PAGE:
Environmental activists honor Riverview Farms in Gordon County, Georgia

In this 2010 2010 staff file photo, Brad Swancy deep plows a field to plant white corn at Riverview Farms in Ranger, Ga.

Environmental activists honored a Gordon County, Georgia, farm on Wednesday for protecting a nearby river.

The Georgia Water Coalition, a consortium that aims to protect the state's rivers and streams, named Riverview Farms in its annual "Clean 13" report. The report highlights people in the state observing best practices.

At Riverview Farms, located on White Graves Road in Ranger, the Swancy family maintains trees and plants along the Coosawattee River. This growth serves as a natural buffer between the water and the farm's crops and livestock. The family also does not use chemical fertilizers, pesticides or herbicides.

"We're pretty excited," Charlotte Swancy said. "To be nominated for something is pretty awesome, especially something for the river that we love."

photo The Coosawattee River in Ellijay, Ga.

Said Joe Cook, advocacy and communication coordinator for the Coosa River Basin Initiative: "The Swancy family at Riverview Farms serves as stewards of the Coosawattee River."

Carter Swancy bought the 3,500-acre farm in 1973; he raised hogs and grew corn. By 2000, the farm was on the verge of collapse. Carter's son, Wes, and daughter-in-law, Charlotte, transformed operations.

They shrank the scope of the work and now operate on about 300 acres. They also became certified as an organic farm. Riverview Farms now sells directly to consumers, be they restaurants or families who participate in a community-supported agriculture program.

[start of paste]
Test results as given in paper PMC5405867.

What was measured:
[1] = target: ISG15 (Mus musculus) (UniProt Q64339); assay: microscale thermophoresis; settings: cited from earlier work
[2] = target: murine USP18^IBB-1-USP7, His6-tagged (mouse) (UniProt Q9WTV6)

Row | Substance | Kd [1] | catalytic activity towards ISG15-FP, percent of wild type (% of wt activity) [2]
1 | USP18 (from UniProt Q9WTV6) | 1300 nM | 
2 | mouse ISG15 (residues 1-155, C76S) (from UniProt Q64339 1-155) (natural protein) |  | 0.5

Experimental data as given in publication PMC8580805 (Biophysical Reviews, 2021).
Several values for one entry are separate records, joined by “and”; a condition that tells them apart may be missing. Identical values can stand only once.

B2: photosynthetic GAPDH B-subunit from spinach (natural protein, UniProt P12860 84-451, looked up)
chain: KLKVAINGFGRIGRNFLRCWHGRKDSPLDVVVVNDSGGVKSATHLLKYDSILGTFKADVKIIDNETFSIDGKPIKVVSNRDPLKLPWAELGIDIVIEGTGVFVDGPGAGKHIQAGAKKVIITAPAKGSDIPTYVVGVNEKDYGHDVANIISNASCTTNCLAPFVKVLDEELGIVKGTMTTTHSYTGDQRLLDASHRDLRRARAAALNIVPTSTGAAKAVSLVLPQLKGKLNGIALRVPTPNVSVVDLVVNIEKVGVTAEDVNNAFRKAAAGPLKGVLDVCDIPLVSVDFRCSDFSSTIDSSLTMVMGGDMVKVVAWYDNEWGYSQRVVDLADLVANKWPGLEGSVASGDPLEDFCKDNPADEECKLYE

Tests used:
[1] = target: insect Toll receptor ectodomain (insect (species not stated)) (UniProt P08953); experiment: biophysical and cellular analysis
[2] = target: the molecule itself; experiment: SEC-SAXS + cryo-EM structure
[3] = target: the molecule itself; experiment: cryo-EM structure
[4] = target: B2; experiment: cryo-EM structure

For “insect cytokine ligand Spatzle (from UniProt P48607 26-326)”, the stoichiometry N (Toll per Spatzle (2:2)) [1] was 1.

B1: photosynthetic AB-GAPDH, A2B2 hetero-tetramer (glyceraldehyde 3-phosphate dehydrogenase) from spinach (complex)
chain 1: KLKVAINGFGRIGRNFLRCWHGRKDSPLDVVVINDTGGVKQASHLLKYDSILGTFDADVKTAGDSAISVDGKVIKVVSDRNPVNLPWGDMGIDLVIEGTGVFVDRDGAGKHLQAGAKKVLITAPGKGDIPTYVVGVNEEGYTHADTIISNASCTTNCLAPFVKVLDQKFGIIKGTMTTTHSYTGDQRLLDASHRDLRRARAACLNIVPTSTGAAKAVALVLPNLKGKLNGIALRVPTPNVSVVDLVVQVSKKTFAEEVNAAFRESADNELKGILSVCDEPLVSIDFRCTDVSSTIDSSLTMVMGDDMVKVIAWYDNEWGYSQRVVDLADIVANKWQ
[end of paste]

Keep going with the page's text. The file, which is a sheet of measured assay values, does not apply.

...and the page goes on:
As part of the CSA, the farm offers meat once a month and produce every week. This week, Charlotte Swancy said, families received butternut squash, garlic, okra, eggplant and peppers. Next month, the family will open a butcher shop in the Kirkwood neighborhood of Atlanta.

The farm sits on the crook of the Coosawattee River, which begins in the North Georgia mountains where the Ellijay and Cartecay rivers meet. The Coosawattee runs 50 miles into the Conasauga River and provides drinking water to residents in Gordon County.

On Wednesday, Cook said agriculture businesses such as the Swancys' do not have to abide by some parts of clean water regulations.

"On the Coosawattee River in north Georgia, it's not uncommon to see livestock crowded along the banks, drinking from [and defecating in] the river," a member of the Georgia Water Coalition wrote in the "Clean 13" report.

The Swancys also participate in Paddle to Farm events with Georgia Organics, the Georgia River Network and the Coosa River Basin Initiative. People paddle the river on a guided tour and stop for lunch at Riverview Farms.

"We need to do it more often," Charlotte Swancy said. "They're fun."

Contact staff writer Tyler Jett at 423-75706476 or tjett@timesfreepress.com. Follow him on Twitter @LetsJett.